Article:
The Map Generator

I think it’s time to explain the map generator design. This may shed light on the reasons for taken decisions and can explain the appearance of obtained results. Finally, I hope that the criticism of the approach will help to identify ways to improve the project.

First, the project is almost entirely written in Haskell. At the moment there are about 30,000 lines of Haskell code. The choice of language was due to the fact that it allows you to produce a productive compiled code, and the functional approach ensures a good structuring of this rather complex project.

(Earlier I had dealt with some hypostases of the functional programming, and therefore it was not so difficult for me to master the Haskell at a sufficient level.)

The whole process of planet map generating can be divided into two main stages: generating of planetary relief, and then, obtaining data and drawing the map over the existing terrain. Now we list these stages and their main divisions.

  1. Generation of the initial base relief grid by various methods (fractional brownian motion, generalization of the midpoint displacement method, and functional approach). The resulting grid is then further subjected to the further transformations.
  2. The values of the grid are taken modulo and scaled. Then the sea level value is determined from the given ocean/all planet surface ratio (usually it is around 0.7).
  3. The positions of land mass areas are determined.
  4. In the land areas there are points of local minima (pits) and a significant number of them are eliminated by raising the values of the grid to the level of surrounding points. The remaining pits will serve as a places for possible lakes.
  5. Here, we make the distribution of the height values of the land relief similar to what is observed on the Earth (see Mathematical modelling of mountain height distribution on the Earth’s surface).
  6. We build river-lines relying on the base grid height values, so that each next point of the river-line is not higher than the previous one. As a result, the set of tree like structures of the river-lines is obtained, in which a river-line is the bunch of separate pieces belonging to different rhombuses.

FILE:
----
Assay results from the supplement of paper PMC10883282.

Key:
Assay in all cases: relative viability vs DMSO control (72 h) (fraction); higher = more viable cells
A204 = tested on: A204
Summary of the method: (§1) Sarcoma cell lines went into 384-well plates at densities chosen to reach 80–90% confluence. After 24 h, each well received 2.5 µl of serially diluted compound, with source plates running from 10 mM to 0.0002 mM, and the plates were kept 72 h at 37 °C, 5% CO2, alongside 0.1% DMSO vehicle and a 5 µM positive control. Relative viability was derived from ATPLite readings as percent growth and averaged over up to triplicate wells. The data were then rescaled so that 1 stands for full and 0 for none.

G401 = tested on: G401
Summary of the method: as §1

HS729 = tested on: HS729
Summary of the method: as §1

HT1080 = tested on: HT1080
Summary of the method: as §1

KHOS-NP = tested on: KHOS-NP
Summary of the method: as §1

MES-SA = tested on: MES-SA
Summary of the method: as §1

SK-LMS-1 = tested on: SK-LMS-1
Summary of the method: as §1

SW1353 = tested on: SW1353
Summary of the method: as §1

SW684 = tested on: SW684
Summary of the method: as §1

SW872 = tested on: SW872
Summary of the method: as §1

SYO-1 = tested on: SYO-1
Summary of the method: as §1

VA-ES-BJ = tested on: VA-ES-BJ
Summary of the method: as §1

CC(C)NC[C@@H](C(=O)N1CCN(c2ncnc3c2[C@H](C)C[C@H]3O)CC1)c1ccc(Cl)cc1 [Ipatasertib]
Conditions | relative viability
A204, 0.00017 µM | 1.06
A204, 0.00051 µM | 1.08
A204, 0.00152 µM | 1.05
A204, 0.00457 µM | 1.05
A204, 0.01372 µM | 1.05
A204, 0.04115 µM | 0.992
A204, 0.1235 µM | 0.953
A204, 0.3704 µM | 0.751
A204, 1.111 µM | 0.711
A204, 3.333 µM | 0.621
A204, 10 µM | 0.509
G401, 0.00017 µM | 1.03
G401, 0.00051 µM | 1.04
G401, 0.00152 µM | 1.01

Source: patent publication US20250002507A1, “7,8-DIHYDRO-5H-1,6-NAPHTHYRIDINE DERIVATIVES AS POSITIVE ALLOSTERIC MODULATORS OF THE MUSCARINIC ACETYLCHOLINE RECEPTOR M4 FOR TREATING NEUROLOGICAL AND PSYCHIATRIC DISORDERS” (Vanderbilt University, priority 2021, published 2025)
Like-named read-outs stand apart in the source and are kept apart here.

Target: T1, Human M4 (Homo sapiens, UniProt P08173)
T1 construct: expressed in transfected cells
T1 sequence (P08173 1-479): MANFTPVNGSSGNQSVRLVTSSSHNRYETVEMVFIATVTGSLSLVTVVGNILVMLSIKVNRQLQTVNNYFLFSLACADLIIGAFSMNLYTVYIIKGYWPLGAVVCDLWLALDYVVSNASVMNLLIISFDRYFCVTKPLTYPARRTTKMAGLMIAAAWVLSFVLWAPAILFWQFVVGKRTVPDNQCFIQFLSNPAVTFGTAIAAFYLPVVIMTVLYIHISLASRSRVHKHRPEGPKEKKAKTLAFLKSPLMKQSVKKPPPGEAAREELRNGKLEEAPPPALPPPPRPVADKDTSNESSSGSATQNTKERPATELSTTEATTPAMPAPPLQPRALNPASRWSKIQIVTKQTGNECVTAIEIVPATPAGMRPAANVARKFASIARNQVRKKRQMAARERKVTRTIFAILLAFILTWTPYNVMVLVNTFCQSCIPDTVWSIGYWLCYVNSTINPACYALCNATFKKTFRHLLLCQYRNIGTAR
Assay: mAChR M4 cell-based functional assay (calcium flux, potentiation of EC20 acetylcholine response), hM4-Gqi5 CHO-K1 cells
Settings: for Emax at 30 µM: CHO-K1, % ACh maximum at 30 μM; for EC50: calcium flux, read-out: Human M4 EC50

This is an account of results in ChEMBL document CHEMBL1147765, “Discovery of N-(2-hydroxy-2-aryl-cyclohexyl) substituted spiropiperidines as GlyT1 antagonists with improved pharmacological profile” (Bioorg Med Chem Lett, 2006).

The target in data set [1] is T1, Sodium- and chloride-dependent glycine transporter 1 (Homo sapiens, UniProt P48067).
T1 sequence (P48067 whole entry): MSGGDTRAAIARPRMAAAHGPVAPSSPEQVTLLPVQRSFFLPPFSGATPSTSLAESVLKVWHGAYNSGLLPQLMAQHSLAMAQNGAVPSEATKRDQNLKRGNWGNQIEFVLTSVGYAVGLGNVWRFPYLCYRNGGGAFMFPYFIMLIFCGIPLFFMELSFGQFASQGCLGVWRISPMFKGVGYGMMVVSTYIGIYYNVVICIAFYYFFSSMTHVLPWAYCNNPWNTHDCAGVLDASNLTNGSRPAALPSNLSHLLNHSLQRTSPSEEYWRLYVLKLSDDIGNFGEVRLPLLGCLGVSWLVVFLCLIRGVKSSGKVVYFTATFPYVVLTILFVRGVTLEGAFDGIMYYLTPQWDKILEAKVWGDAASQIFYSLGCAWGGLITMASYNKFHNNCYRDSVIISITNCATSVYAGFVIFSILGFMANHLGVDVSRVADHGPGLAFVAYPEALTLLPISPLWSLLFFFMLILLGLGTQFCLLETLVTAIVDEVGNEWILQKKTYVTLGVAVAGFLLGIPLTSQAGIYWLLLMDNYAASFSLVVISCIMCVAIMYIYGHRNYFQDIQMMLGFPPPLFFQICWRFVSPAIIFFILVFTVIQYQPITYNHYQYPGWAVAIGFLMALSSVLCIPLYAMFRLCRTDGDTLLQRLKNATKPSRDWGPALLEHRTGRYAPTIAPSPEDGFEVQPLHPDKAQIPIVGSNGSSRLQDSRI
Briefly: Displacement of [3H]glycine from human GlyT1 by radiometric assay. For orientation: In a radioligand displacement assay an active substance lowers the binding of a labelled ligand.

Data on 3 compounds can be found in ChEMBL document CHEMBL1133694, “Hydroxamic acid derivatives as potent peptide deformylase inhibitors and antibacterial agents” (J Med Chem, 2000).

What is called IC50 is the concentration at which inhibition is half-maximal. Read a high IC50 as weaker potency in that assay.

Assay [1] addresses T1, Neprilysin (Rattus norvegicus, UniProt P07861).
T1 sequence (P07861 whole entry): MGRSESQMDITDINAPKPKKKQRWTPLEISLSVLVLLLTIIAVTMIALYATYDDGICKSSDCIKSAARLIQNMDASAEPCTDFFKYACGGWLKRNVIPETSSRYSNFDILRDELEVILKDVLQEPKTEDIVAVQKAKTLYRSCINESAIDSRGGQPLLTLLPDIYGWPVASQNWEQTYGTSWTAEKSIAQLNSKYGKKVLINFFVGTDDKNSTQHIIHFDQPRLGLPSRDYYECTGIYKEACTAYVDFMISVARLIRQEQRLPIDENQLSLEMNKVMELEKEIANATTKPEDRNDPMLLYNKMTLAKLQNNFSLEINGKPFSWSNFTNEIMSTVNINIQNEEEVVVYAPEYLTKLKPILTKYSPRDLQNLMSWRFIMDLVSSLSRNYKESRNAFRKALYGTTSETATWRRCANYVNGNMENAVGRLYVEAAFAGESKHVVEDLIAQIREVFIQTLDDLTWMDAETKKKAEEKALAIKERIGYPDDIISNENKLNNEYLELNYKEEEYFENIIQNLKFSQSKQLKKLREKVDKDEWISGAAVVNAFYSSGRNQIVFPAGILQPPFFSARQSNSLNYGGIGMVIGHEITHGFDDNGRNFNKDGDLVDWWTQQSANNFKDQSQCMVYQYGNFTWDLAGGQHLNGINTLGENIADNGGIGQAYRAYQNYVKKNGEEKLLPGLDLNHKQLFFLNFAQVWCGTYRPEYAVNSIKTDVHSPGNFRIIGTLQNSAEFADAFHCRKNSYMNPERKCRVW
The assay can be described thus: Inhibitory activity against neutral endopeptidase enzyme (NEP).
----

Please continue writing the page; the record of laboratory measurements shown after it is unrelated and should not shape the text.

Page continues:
7. Further, using a special procedure separately in each rhombus we build a relief based on the nearest values of the heights on the river-lines.
  8. At this stage, the values of the heights of the base grid may not coincide with the new values at these points. Therefore we correct the base grid.
  9. Here, the generation of maps begins. First, we create DEM files (Digital Elevation Model Data). Then we generate Geotiff raster tiles for one or more resolutions.
  10. We turn the river-lines into full rivers by giving them a width and smoothing their banks.
  11. The shores of the lakes are determined.
  12. We determine the outlines of land areas and inland waters (these are lakes with a height of the surface at the ocean level; named as lowlakes).
  13. The resulting data is recorded to the spatial database store (PostGIS).
  14. Then we validate all obtained map features and make their correction (with PostGIS tools) if necessary.
  15. Currently we use mapnik with the defined style to generate PNG tiles.

Finally, for visual display we can use one of the web libraries (LeafLet, OpenLayers, etc.)

Next is a few comments on the mentioned stages.

  • At the stage when the base grid of heights is build, the rhombuses is formed on the surface of the cones. In each rhombus we introduce a local grid as mentioned in one of the past posts. And then, ignoring the distortions, we consider a rhombus as a square, and the local grid becomes very similar to the usual grid in the Cartesian coordinate system (although not completely similar; we must take into account the valid proximity of the points to each other). Further we are dealing only with this simplified system of base and local grids.
  • Currentlly,  we avoid situations where planet poles are contaned in land masses. Alse, we avoid land masses laying on the time line (180 degree meridian). This is due to some complexities for the relief generation process, but even more so due to use of map display in Web Mercator projection and possibility of obtaining non-valid map features which are difficult to divide into parts (in left and right hemispheres).
  • If you still intend to locate the continents at the poles, I recommend the transformation of the map data (rotation of the sphere around an arbitrary axis) with the subsequent change of the map projection.
  • In river system constructing we place only one river source in each romb. In order to get very different types of relief on a planet, it is planned to gradually change the number of sources along with the change in numerical parameters of the relief (local fractal dimention and scale).
  • Also in the map data there is no information now to which lake or river this river flows into. While constructing river-lines, this information is available, but when we put a lake on a map, some rivers become an inflow of this lake, instead of a tributary of another river. Valid information should be obtained at the PostGIS level. Which is planned to be done.
  • The resulting map vector data is a ESRI shapefiles which is the generalization of the dBase IV format.